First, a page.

Technique and condition

The work consists of three separate paintings which are secured together with two 90 mm metal bolts along each of their common edges. The central square with the red and deep green stripes makes up one canvas, and the yellow and black vertical bands make up the other two. Each of these paintings is on a C shaped canvas and they are joined at the central vertical line. The support of each painting consists of a single piece of heavy-weight linen fabric, attached to a rigid strainer with wire staples at their rear edges. All three strainers are made by 'Nadle'. The outer two are very complicated structures and consist of eight basic members with four additional reinforcement pieces. The six corner joints are turn-buckle joints and all cross-over joints are half lapped and secured by glue (probably a PVA) and screws. In addition to the stretcher bars there are further strips of wood used as reinforcements to the structure and which are glued to the front of the stretcher bars. The inner square strainer has a much simpler construction with four outer members, two cross members and four additional reinforcements across the corners.

The stretched pieces of canvas were first prepared with a layer of animal glue, which extends around most of the tacking edges, followed by the application of an even layer of a grey oil ground, which falls slightly short of the animal glue size. Although none of the layers have been analysed, an inscription of the back of the central canvas reads 'glue size, lead ground, oil'. The ground therefore probably consists of lead white and a black pigment dispersed in oil. Interestingly the ground of the central painting is a much lighter grey to that of the outer paintings.

Once the ground had dried the paint layers were applied. This was done using fairly wide brushes, in several superimposed layers so that the overall thickness of the paint is high and the canvas texture is completely obscured. The paint is generally of high gloss and opaque, so the colours tend not to be affected by those beneath them, although the deep green does appear slightly transparent. At the borders of each stripe it is possible to make out most of the underlayers, and even the grey ground in certain places. The paint was applied with a combination of wet-on-dry and wet-in-wet techniques and has left strongly directional brush-marking in the paint. This is usually parallel to the direction of the stripes, apart from the vertical red and green stripes, where there is also evidence of some horizontal brush marking presumably from an under layer.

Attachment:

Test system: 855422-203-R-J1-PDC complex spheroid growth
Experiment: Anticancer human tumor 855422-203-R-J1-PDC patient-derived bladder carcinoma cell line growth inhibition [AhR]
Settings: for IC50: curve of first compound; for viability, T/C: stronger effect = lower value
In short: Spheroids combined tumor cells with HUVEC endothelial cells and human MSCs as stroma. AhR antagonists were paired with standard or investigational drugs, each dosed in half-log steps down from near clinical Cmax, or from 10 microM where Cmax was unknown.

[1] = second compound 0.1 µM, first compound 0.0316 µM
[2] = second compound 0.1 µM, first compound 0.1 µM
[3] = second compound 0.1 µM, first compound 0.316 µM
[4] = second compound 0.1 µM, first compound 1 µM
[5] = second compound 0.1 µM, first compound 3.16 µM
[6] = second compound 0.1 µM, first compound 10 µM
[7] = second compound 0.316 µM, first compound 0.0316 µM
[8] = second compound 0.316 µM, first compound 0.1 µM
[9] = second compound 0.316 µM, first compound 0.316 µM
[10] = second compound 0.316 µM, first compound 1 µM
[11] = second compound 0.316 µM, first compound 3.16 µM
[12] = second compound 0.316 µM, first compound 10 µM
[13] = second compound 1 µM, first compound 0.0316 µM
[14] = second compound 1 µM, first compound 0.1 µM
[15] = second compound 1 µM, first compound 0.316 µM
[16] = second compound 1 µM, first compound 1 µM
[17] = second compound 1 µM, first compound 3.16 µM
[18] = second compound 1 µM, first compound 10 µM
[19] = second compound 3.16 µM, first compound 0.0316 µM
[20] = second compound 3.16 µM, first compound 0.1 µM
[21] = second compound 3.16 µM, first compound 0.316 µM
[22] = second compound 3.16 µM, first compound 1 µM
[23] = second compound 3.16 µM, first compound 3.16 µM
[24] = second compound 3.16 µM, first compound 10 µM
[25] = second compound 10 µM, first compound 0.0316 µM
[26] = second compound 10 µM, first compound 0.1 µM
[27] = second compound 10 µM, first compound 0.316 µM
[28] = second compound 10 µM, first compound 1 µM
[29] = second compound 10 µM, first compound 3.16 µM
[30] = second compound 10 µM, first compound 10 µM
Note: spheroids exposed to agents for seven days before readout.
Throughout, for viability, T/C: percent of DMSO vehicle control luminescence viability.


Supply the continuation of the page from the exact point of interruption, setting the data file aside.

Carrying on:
None of the paintings have been varnished and the work is not framed. The back of the central canvas is signed Scully 87 with a lean black material. The piece is in an excellent condition with no signs of any deterioration in the paint films and the rigid strainers are still providing sound support.

Tom Learner
November 1997